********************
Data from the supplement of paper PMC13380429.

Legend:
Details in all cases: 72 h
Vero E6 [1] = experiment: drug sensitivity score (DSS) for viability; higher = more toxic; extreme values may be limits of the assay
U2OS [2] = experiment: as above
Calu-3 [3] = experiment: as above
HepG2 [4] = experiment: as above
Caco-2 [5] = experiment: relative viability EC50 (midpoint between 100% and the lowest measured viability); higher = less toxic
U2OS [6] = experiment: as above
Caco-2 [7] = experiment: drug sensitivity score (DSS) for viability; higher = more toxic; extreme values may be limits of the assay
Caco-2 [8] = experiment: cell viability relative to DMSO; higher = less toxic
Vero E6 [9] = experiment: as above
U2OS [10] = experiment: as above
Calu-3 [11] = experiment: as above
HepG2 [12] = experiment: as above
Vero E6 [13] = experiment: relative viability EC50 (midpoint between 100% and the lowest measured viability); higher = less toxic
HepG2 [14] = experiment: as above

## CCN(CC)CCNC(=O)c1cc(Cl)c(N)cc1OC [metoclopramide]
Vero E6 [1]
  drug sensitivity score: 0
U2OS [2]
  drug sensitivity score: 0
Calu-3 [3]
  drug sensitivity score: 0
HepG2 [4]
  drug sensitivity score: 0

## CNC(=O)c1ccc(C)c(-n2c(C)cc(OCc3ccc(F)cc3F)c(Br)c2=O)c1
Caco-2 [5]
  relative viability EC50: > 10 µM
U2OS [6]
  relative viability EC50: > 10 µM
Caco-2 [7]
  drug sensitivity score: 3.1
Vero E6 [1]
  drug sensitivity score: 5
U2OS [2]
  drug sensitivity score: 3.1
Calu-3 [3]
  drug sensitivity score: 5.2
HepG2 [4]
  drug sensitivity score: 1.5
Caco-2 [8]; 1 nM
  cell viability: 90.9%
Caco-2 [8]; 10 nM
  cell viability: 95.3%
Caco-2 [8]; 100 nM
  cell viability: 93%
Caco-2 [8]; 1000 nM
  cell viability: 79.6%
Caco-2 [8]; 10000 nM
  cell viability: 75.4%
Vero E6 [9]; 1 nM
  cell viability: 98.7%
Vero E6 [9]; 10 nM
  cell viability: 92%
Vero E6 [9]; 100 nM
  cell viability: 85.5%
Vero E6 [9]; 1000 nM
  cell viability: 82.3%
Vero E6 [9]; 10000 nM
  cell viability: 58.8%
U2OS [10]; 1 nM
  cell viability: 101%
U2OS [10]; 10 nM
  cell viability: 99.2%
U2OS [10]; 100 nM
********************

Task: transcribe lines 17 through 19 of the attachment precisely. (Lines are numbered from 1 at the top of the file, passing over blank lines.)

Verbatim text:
HepG2 [14] = experiment: as above

## CCN(CC)CCNC(=O)c1cc(Cl)c(N)cc1OC [metoclopramide]
Vero E6 [1]